Day After The Super Bowl

640px-Mercedes-Benz Superdome_from_Garage
Mercedes-Benz Superdome from Wilipedia, photo by Nicholas Williamson

Louisiana Super Dome No More

Although still owned by the state of Louisiana, the Louisiana Superdome is now known as the Mercedes-Benz Superdome. This little quirk in the name occurred because the state of Louisiana allows the team the authority to sell rights to the name. Tom Benson, owner of the New Orleans Saints as well as a pair of Mercedes Benz dealerships in the Pelican State did just that in 2011. Having once lived in the Crescent City, this name just doesn’t seem right.

618px-JohnnyUnitasSignAutograph1964
Johnny Unitas signing an autograph in 1964, from Wikipedia, photo by Joel Kaufman

Baltimore Team Changes

Strangely enough, I attended high school in the city of Baltimore, when Johnny Unitas was still playing quarterback with the Colts. So as a result, I still haven’t got used to the fact that the Colts are now in Indianapolis and a team called the Ravens plays in Baltimore. Nonetheless, congratulations goes out to the new World Champions.

artificial turf in Norway
Artificial turf in Norway, from Wikipedia, photo by Rune Mathisen

About The Playing Surface

When I did live in the “Big Easy”, I once had a two day job, setting up the Louisiana Superdome for a car show. The playing surface or carpet had already been rolled up like a Swiss chocolate and was sitting out of the way at the edge of the indoor stadium. And I must say that the green carpet sure looked thin. I would hate to be tackled on such a floor covering. Maybe the Saints need a real grass stadium.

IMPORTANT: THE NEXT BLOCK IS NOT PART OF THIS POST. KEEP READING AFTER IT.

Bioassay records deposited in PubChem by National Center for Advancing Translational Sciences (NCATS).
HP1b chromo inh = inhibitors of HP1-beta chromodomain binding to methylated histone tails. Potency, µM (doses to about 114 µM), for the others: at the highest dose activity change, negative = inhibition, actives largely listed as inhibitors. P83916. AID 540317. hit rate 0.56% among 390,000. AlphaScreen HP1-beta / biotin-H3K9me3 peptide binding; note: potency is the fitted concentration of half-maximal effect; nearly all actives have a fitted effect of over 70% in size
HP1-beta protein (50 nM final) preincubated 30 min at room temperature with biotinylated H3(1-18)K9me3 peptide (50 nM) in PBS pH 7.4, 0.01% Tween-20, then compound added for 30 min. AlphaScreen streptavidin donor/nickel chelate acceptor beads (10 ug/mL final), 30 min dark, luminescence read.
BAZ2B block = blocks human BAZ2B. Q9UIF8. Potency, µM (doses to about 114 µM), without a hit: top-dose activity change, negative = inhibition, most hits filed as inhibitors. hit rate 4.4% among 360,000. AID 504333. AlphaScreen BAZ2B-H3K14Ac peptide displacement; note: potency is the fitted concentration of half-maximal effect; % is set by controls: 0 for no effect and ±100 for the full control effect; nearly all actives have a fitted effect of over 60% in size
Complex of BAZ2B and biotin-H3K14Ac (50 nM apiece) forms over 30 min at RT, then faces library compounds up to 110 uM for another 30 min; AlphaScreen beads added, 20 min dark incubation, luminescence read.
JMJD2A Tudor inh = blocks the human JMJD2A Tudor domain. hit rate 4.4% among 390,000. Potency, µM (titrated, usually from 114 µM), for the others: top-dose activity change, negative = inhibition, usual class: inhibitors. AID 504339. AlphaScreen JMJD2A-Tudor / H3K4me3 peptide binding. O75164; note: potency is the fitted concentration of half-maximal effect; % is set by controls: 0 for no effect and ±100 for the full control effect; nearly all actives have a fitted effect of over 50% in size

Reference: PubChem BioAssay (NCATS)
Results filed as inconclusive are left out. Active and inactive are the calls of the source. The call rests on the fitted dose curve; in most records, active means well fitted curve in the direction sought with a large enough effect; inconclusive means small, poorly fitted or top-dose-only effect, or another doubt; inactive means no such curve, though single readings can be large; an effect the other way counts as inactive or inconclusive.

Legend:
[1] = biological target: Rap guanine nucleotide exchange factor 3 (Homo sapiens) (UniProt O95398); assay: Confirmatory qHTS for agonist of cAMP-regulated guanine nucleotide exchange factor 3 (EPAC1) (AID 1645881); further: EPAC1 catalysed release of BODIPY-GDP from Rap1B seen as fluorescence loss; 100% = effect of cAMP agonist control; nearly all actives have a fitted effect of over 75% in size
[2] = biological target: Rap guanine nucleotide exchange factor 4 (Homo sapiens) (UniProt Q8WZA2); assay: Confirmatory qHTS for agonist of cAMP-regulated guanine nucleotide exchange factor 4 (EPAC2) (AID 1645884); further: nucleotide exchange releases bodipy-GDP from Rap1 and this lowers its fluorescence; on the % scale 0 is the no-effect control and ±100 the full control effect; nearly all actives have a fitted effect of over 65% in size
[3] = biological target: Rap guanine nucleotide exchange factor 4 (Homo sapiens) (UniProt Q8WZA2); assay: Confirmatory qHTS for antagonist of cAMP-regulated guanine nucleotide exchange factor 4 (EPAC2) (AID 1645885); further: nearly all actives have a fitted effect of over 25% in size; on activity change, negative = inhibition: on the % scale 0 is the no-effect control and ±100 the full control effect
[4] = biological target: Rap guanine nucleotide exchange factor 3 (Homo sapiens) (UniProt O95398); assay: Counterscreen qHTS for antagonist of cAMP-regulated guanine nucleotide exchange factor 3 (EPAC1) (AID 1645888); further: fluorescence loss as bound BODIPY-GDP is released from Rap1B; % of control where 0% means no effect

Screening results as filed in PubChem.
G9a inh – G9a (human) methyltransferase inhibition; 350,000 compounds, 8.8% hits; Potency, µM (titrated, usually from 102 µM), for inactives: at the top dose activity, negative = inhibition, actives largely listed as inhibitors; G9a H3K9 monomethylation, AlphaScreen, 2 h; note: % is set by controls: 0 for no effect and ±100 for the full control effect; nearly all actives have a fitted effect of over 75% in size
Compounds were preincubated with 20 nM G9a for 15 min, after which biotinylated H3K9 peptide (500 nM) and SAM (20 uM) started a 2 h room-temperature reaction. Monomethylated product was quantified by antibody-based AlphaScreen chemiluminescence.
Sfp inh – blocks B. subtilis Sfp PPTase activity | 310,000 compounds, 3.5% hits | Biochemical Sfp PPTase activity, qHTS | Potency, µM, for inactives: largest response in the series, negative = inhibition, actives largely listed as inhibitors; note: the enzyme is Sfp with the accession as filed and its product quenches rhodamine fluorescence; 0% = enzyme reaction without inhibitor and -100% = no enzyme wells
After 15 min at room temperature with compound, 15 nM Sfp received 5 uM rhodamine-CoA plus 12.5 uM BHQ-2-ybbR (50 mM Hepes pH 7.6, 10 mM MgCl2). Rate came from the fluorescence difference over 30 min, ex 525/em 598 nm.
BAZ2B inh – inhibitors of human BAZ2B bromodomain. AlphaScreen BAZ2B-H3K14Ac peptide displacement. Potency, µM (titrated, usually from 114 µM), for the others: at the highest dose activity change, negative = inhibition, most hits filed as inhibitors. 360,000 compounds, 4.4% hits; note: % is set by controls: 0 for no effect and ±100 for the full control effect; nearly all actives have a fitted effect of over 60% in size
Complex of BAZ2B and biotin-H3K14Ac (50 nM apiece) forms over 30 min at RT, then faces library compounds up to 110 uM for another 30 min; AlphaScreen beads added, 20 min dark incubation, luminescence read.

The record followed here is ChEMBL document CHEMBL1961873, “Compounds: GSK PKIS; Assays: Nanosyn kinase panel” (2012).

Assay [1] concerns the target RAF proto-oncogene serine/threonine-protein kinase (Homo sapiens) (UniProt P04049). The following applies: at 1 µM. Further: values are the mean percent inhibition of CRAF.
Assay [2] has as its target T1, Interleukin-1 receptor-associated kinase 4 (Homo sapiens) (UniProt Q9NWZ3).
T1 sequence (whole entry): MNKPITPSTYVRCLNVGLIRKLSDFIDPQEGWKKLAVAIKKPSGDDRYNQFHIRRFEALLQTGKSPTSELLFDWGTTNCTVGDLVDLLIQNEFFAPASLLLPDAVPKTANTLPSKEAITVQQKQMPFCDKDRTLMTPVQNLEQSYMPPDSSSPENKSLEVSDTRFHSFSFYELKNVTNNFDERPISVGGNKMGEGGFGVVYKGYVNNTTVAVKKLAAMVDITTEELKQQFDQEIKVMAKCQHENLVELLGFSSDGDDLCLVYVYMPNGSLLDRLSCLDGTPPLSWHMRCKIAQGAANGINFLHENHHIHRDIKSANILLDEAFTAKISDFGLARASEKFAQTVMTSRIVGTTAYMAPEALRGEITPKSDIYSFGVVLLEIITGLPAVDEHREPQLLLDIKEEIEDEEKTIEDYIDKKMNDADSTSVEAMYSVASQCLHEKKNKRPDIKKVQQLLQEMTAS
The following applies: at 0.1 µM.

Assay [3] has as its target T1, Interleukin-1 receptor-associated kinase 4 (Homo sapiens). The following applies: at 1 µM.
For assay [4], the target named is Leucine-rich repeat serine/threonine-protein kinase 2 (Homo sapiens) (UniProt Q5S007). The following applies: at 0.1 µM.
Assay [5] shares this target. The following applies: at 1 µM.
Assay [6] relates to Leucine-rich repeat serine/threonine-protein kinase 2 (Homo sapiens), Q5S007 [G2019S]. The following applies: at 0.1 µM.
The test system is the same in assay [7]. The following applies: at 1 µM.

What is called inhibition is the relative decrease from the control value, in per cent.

130120222727-harbaughs-single-image-cut
The Harbaugh brothers from Sports Illustrated

Forty-niners Fan?

I have always been a great admirer of Bill Walsh and his West Coast offense that featured Joe Montana at the helm. I guess that put me on the 49’ers side for yesterday’s contest. Believe it or not Sunday’s championship featured two brothers as head coaches, who were born less than two years apart. Both seemed to be channeling some of Bill Walsh’s offensive ideas, but after all is said and done,  congratulations are in order for older brother John, who lead the Ravens to a narrow victory.

The Zen of Snowshoeing

Winter Image by Koppdelaney
Winter image by H. Koppdelaney

Zen and Winter Walking

I hope you like this photographic image of the serene beauty of winter. It was not put together by me, but instead the surreal landscape comes from the image bank of Hartwick Koppdelaney, who most graciously allows general non-commercial use of his photographic artwork. Even though the figure in this picture is not wearing snowshoes and the image is a composite of several pictures, the snowy scene accurately conveys the solitude and beauty of snowshoeing.

Road-Into-The-Wilderness
Snow-covered road leading into the Wheeler Peak wildernesss in New Mexico, photo by author

Road to A Wilderness Trailhead

Last week on a free day, I grabbed a pair of aluminum frame snowshoes (hardly anybody makes wooden shoes anymore), took a shuttle bus to the Taos Ski Valley and followed this snow-covered road to the Williams Lake trailhead near the Wheeler Peak wilderness in northern New Mexico. Just a walk along the graded route was a joy of discovery, because of the remarkable view of the mountains, which towered just over 13,000 feet. Williams Lake my final destination has an elevation of 11,040 feet and sits in a glacial cirque at the base of these mountains.

Williams-Lake-in-Winter
Williams Lake in Northern New Mexico on a sunny January day, photo by author